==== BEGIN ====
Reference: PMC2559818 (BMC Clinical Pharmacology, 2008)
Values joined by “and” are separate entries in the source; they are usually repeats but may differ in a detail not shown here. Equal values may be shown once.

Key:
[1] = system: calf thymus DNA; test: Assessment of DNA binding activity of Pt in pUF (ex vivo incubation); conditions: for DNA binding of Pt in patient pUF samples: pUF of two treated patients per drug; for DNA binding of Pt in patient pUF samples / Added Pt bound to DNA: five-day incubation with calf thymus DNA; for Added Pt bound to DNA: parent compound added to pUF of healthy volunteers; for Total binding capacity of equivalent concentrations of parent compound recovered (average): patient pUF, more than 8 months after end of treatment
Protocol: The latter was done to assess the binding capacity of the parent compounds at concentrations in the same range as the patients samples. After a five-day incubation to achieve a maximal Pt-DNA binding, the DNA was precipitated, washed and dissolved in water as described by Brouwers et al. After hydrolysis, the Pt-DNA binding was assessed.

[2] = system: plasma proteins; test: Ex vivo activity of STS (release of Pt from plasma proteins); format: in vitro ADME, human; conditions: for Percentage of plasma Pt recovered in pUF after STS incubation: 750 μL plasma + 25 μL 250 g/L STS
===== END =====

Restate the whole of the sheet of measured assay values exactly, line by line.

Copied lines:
Reference: PMC2559818 (BMC Clinical Pharmacology, 2008)
Values joined by “and” are separate entries in the source; they are usually repeats but may differ in a detail not shown here. Equal values may be shown once.

Key:
[1] = system: calf thymus DNA; test: Assessment of DNA binding activity of Pt in pUF (ex vivo incubation); conditions: for DNA binding of Pt in patient pUF samples: pUF of two treated patients per drug; for DNA binding of Pt in patient pUF samples / Added Pt bound to DNA: five-day incubation with calf thymus DNA; for Added Pt bound to DNA: parent compound added to pUF of healthy volunteers; for Total binding capacity of equivalent concentrations of parent compound recovered (average): patient pUF, more than 8 months after end of treatment
Protocol: The latter was done to assess the binding capacity of the parent compounds at concentrations in the same range as the patients samples. After a five-day incubation to achieve a maximal Pt-DNA binding, the DNA was precipitated, washed and dissolved in water as described by Brouwers et al. After hydrolysis, the Pt-DNA binding was assessed.

[2] = system: plasma proteins; test: Ex vivo activity of STS (release of Pt from plasma proteins); format: in vitro ADME, human; conditions: for Percentage of plasma Pt recovered in pUF after STS incubation: 750 μL plasma + 25 μL 250 g/L STS